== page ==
7. Junior Wells – ‘Hoodoo Man Blues’ (Delmark Records, 1965)

Junior Wells' Hoodoo Man BluesPhoto courtesy Delmark Records

The first true Chicago blues album cut in the studio (others were collections of singles or recorded live) was also Junior Wells‘ first full-fledged album, and the young harpist pulled out all the stops to make it rock. Hard. Backed by friend and musical foil Buddy Guy (the guitarist is listed as “Friendly Chap” on the original vinyl due to contractual legalities), Wells attempted to capture the sound and feel of a performance at a West Side blues club. The general consensus is that Wells accomplished what he set out to do; the harpist would return to Delmark for the equally raucous South Side Blues Jam album in 1970.

8. Muddy Waters – ‘Hard Again’ (Blue Sky Records, 1977)

Muddy Waters' Hard AgainPhoto courtesy Geffen Records

Although you can’t beat Muddy Waters’ late-1950s/early-1960s Chess label recordings, this 1977 “comeback” album, produced by blues-rock guitarist Johnny Winter, may serve as a better introduction to the blues legend’s enormous talents. Fronting a top-notch band that included guitarist “Steady Rollin’” Bob Margolin, the great blues harpist James Cotton, pianist Pinetop Perkins, and drummer Willie “Big Eyes” Smith, Waters roars and rocks with the energy and vigor of a bluesman half his edge. For ears accustomed to a more rock ‘n’ roll oriented style of blues, Hard Again will provide a gateway to Waters’ albums like Live At Newport 1960.

9. Paul Butterfield Blues Band – ‘The Paul Butterfield Blues Band’ (Elektra, 1965)

Paul Butterfield Blues Band's The Paul Butterfield Blues BandPhoto courtesy Elektra Records

Harp wizard Paul Butterfield‘s racially-mixed band revolutionized the Chicago blues, popularizing the music with young rock fans and introducing the talents of guitarists Michael Bloomfield and Elvin Bishop to the world. This self-titled debut would mix inspired covers of classic Little Walter, Muddy Waters, and Elmore James songs (“I Got My Mojo Working,” “Blues With A Feeling,” “Shake Your Moneymaker”) with newer material, like Nick Gravenites’ “Born In Chicago,” infusing each performance with Butterfield’s soulful vocals and growling harp playing, incendiary guitarwork, and a rock-solid rhythm provided by Chicago blues veterans Jerome Arnold and Sam Lay.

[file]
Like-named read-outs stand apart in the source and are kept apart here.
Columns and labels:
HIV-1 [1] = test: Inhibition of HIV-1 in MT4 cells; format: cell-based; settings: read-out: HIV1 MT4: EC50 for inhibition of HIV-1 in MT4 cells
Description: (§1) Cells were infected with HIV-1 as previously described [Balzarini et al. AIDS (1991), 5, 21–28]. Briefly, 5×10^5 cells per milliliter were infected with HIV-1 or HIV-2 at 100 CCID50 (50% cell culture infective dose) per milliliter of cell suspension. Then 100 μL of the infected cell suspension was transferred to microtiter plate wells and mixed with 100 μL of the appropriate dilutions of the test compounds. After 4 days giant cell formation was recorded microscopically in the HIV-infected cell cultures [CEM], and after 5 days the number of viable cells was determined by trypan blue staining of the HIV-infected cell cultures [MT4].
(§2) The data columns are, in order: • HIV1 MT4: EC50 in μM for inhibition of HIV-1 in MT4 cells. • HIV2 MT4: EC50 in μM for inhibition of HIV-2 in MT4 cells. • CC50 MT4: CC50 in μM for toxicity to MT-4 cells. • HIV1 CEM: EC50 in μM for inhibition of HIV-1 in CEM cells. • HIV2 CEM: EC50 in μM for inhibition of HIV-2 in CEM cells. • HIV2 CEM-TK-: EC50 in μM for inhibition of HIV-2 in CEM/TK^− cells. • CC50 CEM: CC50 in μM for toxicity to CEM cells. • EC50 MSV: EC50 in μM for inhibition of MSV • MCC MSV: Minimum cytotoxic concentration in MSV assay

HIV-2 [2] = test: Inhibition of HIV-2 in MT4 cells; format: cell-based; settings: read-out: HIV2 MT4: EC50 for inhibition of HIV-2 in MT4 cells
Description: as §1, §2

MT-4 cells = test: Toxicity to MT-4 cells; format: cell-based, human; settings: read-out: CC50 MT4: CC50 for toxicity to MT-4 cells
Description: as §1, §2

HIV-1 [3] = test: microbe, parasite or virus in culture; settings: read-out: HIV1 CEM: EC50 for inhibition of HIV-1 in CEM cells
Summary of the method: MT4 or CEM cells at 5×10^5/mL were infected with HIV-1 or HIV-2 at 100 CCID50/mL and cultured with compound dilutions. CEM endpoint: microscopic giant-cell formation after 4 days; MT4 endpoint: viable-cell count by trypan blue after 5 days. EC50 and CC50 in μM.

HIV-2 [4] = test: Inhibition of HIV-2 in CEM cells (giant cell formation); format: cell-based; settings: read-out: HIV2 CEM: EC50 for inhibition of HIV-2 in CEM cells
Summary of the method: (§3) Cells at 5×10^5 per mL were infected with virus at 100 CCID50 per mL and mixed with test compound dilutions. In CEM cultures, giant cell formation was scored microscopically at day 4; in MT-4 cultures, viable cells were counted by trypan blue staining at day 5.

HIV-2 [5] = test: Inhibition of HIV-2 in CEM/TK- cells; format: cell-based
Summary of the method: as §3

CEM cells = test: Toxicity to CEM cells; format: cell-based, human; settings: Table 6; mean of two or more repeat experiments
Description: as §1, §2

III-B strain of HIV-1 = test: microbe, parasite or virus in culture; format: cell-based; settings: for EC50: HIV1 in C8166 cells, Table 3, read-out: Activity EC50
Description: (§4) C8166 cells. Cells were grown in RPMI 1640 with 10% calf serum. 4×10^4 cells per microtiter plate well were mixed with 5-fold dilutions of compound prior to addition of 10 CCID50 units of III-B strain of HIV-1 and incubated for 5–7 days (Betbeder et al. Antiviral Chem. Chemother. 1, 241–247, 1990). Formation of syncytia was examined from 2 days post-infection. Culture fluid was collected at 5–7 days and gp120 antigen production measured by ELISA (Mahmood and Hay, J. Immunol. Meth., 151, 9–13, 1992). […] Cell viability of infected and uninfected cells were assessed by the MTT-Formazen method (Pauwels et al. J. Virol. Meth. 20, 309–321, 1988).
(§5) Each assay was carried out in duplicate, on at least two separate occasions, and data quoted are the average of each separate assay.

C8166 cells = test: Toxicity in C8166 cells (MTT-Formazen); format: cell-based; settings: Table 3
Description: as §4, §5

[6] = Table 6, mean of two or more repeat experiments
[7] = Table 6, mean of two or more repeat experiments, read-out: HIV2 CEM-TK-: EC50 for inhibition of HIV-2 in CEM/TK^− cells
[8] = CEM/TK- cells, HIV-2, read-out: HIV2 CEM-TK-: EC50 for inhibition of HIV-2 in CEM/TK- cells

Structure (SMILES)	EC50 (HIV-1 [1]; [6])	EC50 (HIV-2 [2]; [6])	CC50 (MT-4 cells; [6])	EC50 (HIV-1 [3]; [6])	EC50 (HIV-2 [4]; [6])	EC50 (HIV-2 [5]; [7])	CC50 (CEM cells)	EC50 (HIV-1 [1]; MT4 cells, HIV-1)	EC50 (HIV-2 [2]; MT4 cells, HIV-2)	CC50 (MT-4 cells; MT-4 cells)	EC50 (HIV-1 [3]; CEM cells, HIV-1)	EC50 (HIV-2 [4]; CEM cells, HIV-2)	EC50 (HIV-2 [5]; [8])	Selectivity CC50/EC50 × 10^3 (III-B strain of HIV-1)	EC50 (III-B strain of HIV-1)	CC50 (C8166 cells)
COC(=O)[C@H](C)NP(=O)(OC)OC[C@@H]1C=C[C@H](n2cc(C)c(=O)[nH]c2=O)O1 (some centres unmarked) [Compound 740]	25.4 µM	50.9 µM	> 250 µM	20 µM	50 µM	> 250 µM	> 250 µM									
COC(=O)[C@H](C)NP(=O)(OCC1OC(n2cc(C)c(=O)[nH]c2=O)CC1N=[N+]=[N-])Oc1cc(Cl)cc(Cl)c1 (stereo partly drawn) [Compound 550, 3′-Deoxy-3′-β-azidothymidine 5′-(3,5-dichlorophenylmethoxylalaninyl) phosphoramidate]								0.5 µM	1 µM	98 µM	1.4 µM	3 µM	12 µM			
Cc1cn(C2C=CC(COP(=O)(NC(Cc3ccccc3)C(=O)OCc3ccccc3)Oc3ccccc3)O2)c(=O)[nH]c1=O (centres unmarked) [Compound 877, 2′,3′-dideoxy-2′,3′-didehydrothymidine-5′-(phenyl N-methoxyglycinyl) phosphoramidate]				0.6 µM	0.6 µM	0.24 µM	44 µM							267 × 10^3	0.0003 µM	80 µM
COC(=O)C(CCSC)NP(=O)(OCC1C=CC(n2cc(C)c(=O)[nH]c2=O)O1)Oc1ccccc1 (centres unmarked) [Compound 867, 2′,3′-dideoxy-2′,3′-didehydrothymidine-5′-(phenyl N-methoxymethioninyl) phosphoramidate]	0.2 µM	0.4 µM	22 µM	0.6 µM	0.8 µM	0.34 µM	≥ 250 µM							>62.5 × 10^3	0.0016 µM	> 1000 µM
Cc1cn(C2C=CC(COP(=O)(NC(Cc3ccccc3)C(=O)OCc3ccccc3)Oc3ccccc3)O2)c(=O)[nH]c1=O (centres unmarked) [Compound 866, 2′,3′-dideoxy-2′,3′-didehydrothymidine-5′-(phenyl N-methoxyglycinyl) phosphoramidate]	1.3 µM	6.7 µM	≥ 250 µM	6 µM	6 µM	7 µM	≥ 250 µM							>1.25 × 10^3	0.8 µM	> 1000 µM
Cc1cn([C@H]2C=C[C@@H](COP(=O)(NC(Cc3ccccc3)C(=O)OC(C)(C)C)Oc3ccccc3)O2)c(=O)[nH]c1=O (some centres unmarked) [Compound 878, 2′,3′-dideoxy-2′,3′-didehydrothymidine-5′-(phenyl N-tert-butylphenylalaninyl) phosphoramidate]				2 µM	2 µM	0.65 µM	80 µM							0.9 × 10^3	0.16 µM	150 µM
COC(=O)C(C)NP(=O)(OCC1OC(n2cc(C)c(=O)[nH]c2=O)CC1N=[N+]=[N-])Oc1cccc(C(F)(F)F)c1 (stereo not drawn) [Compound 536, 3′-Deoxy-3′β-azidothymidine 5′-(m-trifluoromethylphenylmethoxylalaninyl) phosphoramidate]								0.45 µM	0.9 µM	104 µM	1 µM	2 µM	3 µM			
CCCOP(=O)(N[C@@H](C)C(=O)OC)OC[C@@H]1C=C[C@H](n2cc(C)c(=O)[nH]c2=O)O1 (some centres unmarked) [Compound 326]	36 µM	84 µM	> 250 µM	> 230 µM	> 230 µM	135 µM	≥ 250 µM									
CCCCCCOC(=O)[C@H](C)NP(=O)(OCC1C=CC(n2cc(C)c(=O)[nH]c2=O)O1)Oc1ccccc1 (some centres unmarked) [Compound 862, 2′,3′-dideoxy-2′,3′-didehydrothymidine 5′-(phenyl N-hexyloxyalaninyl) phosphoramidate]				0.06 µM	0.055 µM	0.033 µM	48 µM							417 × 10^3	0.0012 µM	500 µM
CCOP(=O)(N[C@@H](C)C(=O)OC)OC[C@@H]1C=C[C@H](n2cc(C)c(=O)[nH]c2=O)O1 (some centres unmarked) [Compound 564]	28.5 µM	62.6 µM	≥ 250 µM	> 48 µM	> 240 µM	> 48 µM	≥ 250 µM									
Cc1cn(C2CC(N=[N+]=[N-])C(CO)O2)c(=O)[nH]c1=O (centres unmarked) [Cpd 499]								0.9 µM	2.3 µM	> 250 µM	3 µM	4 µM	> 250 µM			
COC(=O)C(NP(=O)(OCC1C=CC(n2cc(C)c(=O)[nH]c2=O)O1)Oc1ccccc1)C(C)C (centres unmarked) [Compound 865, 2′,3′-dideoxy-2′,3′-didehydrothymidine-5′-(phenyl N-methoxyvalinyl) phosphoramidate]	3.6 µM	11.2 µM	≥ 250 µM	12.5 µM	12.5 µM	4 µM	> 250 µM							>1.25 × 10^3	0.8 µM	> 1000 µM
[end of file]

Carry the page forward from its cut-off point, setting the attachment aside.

10. Robert Johnson – ‘King of the Delta Blues Singers’ (Columbia Records/Sony, 1961)

Robert Johnson's King of the Delta Blues SingersPhoto courtesy Sony Recordings

In many ways, this is the one that put Delta blues on the map. Pushed into release by the legendary Columbia Records A&R man John Hammond (in spite of the label’s misgivings), this collection ofRobert Johnson’s 1930s recordings provided a blueprint for 1960s blues-rock. A single-CD set includes penultimate versions of blues classics like “Terraplane Blues,” “Cross Road Blues,” and “Hellhound On My Trail,” among others, while a deluxe two-disc set includes alternate versions of these essential early blues records. If you’re looking for just one blues record for your collection, this is the one.  

11. Sonny Boy Williamson – ‘The Real Folk Blues’ (Chess Records, 1965)

Sonny Boy Williamson's The Real Folk BluesPhoto courtesy Geffen Records

With “folk blues” all the rage during the mid-1960s, Chess Records attempted to present its hardcore blues stable of Muddy Waters, Howlin’ Wolf, and Sonny Boy Williamson to young, white blues fans with introductory collections titled The Real Folk Blues. In most cases, this title was somewhat deceptive, but such a description was apt for Williamson. The harmonica wizard’s music always retained its Delta flavor no matter the production, and this collection features some of the best of the artist’s late-career performances from a period that he was hanging with folks like Eric Clapton and Jimmy Page. Assisted by legends Willie Dixon, Robert Jr. Lockwood, and Otis Spann, these edgy, dark juke-joint stomps perfectly capture vintage Sonny Boy.

12. Stevie Ray Vaughan – ‘Texas Flood’ (Epic Records, 1983)

Stevie Ray Vaughan's Texas FloodPhoto courtesy Sony Recordings

Blues-rock guitarist Stevie Ray Vaughan’s 1983 debut would appear at a time when blues artists were struggling (more than usual) and the music was considered to be passé by all but a hardcore faithful. The popularity of Texas Flood would place it in Billboard’s Top 40, and keep the album on the charts for a year and a half. Although Vaughan would go on to make better records and develop a distinctive artistic voice, Texas Flood is a celebration of the guitarist’s influences – a raucous, reckless record that would rekindle a blues flame that still burns brightly today.

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April 22, 2010 - Posted by | 1